The federal approval follows a 14-year effort to figure out how to unclog the major corridor for the city, state and nation.
“Improving I-70 will improve the quality of life for thousands in the Denver area, and improve public safety for hundreds of thousands each day,” said Federal Highway Administrator Gregory Nadeau.
“This project will make travel safer and more efficient in one of the Rocky Mountain region’s busiest areas, setting the stage for years’ of economic growth,” Nadeau said.
The FHWA’s “record of decision” outlines what will be built, how it will be paid for, and what steps the Colorado Department of Transportation must take to mitigate the project’s environmental and community impacts.
Texas Freight Workshops
This is an important opportunity to provide your organization and personal support of TXDOT looking at the potential of expanding Interstate 27. Several items from the Texas Freight Mobility Plan can be emphasissed in your comments:
- By 2040 over 73 percent of Texas’ population and 82 percent of the state’s employment is projected to be located within five miles of an interstate
- The state must focus not only on improving existing facilities, but also on developing future freight corridors to move products to markets and exports
- Give additional consideration to the extension or designation of other interstate routes. Examples include I-27 and upgrades to portions of US Highway 190 to interstate standards
Laredo, Tuesday, Jan. 31, 8:30 a.m. - 11:30 a.m.
IBC Bank Annex, 2416 Jacaman Rd., Laredo, TX 78043
Midland/Odessa, Wednesday, Feb. 22, 8:30 a.m. - 11:30 a.m.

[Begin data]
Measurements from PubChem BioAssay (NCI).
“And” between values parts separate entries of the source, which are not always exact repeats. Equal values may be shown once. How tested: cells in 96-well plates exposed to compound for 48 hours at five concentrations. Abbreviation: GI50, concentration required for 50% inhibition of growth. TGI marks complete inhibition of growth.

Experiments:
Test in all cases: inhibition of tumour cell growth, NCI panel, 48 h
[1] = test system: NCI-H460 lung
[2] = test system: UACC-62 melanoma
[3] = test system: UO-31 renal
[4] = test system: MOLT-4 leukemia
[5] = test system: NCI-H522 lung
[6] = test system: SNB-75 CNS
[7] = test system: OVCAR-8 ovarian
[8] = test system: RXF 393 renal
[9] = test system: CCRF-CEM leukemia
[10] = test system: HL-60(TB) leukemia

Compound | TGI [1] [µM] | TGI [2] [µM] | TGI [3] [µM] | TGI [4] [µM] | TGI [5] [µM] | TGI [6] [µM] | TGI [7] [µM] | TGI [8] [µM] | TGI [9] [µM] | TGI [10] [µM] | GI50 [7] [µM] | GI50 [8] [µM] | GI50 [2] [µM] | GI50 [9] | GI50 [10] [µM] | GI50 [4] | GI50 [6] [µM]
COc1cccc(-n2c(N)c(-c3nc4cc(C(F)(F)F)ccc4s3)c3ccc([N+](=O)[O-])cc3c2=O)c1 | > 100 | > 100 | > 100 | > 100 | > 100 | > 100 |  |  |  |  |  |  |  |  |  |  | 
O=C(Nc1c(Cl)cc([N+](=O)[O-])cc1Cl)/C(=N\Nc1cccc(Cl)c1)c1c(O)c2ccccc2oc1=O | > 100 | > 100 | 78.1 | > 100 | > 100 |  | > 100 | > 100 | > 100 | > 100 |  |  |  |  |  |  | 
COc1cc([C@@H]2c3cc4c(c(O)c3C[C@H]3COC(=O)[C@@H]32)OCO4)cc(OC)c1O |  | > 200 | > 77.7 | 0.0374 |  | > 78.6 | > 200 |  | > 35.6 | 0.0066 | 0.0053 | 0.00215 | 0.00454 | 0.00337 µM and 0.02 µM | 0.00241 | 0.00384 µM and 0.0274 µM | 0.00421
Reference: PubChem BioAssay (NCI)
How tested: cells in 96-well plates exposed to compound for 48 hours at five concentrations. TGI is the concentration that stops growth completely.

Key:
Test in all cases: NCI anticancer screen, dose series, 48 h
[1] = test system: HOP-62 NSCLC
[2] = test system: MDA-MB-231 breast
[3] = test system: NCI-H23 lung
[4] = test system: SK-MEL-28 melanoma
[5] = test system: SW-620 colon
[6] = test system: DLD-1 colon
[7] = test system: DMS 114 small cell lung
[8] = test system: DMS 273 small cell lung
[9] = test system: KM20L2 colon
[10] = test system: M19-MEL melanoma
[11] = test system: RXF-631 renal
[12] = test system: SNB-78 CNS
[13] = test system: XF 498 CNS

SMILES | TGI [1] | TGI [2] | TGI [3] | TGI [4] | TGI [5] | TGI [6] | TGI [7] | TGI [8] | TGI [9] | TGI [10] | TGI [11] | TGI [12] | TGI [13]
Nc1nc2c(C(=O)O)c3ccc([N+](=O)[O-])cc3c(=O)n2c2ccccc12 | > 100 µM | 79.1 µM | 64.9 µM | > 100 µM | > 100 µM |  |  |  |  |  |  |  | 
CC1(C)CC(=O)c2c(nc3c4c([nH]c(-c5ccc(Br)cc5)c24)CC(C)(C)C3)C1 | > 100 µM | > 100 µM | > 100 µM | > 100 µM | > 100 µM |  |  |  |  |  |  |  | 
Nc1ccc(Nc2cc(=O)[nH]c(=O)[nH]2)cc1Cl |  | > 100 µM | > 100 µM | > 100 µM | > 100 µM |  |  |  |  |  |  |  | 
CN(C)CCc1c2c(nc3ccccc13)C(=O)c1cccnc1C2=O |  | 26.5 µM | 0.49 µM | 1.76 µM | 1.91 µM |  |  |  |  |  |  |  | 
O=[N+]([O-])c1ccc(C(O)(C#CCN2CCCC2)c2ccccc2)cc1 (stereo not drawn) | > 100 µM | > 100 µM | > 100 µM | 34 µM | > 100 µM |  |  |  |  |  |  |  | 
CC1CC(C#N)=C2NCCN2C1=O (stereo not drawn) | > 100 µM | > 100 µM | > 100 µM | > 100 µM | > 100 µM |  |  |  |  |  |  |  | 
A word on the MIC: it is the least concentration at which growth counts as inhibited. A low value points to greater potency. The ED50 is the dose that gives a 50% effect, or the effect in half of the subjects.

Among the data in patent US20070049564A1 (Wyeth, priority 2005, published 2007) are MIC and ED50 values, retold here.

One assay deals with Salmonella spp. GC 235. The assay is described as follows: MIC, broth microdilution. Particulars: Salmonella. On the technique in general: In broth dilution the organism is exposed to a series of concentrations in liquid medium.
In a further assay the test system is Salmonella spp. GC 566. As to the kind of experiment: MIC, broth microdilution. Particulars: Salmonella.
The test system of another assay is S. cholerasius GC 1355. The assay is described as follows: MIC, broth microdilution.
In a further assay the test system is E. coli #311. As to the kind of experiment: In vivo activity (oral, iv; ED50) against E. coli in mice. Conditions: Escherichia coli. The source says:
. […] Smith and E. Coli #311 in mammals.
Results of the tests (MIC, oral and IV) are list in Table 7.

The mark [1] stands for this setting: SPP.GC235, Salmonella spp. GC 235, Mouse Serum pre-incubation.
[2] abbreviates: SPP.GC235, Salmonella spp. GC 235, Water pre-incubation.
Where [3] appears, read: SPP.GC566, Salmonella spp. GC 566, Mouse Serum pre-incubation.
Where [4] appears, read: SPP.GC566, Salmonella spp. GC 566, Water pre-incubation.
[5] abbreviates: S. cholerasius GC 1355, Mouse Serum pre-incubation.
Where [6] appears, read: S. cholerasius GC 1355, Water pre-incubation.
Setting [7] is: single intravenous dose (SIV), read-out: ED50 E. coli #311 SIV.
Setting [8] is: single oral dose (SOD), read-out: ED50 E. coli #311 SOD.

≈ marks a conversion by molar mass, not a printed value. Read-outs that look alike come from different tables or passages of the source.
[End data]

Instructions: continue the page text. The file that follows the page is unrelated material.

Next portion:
University of Texas of the Permian Basin, CEED Auditorium, 1310 North FM 1788, Midland, Texas 79707
Lubbock, Thursday, Feb. 23, 8:30 a.m. - 11:30 a.m.
Plains Cotton Coop Association, 3301 East 50th St., Lubbock, TX 79404
These workshops are an important opportunity to let TxDOT know that extending I-27 is a top priority for our region. Please register for one of the following workshop by following this link
Economic Development: City, county working to bring jobs to Plainview with new business park
The City of Plainview could soon be home to a new business park, a venture Hale County and the city are working on together.
One of the main goals for the project is to provide more jobs.
"Roughly three years ago, Cargill Corporation closed here in Plainview," said Wendell Dunlap, Mayor for the City of Plainview, "and that afternoon, we realized for the very first time that we were not prepared to bring in new businesses."
The closure took nearly 2,000 jobs with it.
"We've been very very fortunate," he said. "For about a year we felt it. But, we have moved on."